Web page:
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Digital opinion

Gamification misunderstood

I read an article on 'gamifying your brand' recently where the author describes gamification as a 'digital term' and a concept that is relevant for some brands and not others.
The author uses medical treatments and panel beating as examples where gamification would not be relevant. He also provides a very limited perspective of the concept of gamification by describing gamification as a process of building a game for your brand.

Objectives of gamification

I disagree. The term represents a much broader concept. Gamification is not about designing 'games' for your brand, it's about using game thinking and game mechanics to encourage and reward engagement of any kind by a consumer/end user.

The notion that some brands cannot apply game thinking is fallacious - it depends entirely on your objectives. The primary objective of game mechanics is to reward or at least give the feeling of reward or accomplishment to the user/consumer for spending time on a particular task.

This is a particularly useful strategy in an environment where brands are constantly fighting for attention.

Wikipedia gives a very clear definition of this concept, "Gamification techniques leverage people's natural desires for competition, achievement, status, self-expression, altruism, and closure."

Gamification mechanics can be as simple as having a progress bar on an online registration form. The user knows how far they are and how far they still have to go to finish. This encourages users to complete the form, task or process.

The right game plan

The idea that gamification principles are not relevant for some industries such as medical treatment, as stated in the article, is simply incorrect.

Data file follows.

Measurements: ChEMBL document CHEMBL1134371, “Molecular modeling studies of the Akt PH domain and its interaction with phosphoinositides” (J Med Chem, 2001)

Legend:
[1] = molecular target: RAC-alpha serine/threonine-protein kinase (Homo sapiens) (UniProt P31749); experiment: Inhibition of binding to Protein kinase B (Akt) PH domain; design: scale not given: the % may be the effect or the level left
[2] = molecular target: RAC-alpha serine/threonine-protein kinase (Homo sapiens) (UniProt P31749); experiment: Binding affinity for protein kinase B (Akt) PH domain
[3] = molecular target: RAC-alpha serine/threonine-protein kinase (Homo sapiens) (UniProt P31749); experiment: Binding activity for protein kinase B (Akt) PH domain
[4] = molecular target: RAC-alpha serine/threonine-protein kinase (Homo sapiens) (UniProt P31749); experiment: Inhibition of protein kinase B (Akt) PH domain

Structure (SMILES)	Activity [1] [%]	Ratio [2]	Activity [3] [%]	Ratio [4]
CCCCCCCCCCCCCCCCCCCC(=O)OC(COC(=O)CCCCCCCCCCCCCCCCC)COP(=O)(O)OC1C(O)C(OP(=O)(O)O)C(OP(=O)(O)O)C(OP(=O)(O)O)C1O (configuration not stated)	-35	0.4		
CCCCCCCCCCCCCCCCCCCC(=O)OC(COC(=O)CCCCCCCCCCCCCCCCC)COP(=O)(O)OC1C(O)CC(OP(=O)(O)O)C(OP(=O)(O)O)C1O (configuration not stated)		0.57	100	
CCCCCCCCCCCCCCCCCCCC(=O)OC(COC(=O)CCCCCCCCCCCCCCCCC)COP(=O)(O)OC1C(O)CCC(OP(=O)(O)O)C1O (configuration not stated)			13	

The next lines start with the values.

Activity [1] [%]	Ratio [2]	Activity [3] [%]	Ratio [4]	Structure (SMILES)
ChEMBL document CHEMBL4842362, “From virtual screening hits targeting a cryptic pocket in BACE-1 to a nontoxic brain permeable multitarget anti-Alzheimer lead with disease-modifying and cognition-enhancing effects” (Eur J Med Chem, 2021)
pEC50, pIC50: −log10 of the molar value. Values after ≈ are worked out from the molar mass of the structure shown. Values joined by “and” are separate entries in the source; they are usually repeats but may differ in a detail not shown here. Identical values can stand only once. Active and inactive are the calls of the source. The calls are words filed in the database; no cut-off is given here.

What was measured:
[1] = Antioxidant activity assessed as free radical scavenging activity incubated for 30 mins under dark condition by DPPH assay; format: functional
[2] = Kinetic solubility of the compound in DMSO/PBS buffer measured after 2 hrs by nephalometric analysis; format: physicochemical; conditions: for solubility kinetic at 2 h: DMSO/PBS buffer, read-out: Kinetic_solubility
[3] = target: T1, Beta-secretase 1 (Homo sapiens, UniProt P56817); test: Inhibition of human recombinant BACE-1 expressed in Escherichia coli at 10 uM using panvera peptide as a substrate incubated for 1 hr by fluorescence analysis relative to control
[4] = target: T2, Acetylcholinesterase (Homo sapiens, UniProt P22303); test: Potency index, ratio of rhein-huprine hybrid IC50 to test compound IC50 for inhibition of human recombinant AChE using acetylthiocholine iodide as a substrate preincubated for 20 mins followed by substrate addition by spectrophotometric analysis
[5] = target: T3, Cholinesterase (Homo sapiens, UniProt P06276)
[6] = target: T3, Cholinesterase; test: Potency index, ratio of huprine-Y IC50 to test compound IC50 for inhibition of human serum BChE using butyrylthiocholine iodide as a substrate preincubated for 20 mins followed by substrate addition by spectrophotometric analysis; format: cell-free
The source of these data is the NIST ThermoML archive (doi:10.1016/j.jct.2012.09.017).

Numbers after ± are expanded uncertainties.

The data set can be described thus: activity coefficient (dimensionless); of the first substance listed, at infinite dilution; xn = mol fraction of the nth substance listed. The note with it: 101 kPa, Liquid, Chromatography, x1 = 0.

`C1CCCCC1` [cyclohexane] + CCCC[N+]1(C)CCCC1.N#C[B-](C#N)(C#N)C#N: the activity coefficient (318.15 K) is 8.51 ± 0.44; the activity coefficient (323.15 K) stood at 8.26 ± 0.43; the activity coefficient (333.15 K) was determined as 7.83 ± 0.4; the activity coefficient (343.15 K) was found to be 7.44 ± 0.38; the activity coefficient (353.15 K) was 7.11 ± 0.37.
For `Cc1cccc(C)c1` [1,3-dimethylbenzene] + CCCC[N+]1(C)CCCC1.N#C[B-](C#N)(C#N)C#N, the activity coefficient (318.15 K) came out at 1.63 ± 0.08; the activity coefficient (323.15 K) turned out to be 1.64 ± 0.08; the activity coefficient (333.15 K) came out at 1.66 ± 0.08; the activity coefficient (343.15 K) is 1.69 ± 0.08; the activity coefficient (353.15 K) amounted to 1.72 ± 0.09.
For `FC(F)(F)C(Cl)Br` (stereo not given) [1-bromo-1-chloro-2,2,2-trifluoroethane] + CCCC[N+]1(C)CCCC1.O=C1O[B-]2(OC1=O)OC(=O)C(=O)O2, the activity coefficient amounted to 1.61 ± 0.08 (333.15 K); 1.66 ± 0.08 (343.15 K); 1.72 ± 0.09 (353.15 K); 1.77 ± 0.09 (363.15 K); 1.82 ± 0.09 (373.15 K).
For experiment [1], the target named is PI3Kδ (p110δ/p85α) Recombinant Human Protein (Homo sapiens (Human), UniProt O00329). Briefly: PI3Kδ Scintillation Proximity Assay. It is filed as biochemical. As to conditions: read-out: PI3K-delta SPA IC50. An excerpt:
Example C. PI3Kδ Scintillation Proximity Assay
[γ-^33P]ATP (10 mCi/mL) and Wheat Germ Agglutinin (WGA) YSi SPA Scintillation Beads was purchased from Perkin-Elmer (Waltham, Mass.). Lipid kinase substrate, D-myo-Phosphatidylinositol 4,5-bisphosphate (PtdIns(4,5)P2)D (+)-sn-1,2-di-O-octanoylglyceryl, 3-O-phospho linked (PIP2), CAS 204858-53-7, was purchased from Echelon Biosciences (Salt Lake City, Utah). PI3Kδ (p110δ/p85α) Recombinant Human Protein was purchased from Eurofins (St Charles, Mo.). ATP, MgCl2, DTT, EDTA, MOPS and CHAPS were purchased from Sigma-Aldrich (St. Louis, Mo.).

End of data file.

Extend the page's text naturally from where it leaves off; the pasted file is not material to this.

On the contrary, healthcare is a space that could greatly do with gamification as it is a space that requires communication to encourage or affect some form of action that leads to behaviour change. What better tactic to use than gamification?

Let's look at one of the most successful gamification strategies employed by a local brand - Discovery Vitality. Vitality is a system where you get points for living a healthier life - to be more specific, you get points for completing specific tasks, shopping at specific places, buying specific foods and participating in specific extramural activities.

These points are then redeemable as rewards in the form of travel, entertainment and shopping. If this concept is viewed within the context of a game, then the points could be explained as experience points which a player would redeem on skills in order to progress further in the game.

In this example we see that Discovery Vitality has not designed a game in the traditional sense, they have used game thinking to engage, educate and to activate.

Getting to the next level

Remember when Groupon first launched? A certain number of people had to sign up for a "deal-of-the-day" special to unlock and make the deal available to all, encouraging a potential buyer to forward the deal to as many of their contacts as possible. Remember that? Classic gamification.

The Groupon business was built on game thinking. Here we see an example where gamification is more than just a digital term, it is central to their business strategy.

Users in Groupon's gamified experience are relying on a number of psychological responses which are inherently central to gamification, such as achieving a status as an early adopter of the "deal," and working together with others to achieve an objective, which in this case is to unlock the deal and make it available to all.

Gamification is rooted in psychology and can be used in marketing, human resources, productivity enhancement, sustainability, training, health and wellness, innovation, and customer engagement.

When game thinking is applied appropriately and successfully it motivates action.
    
 
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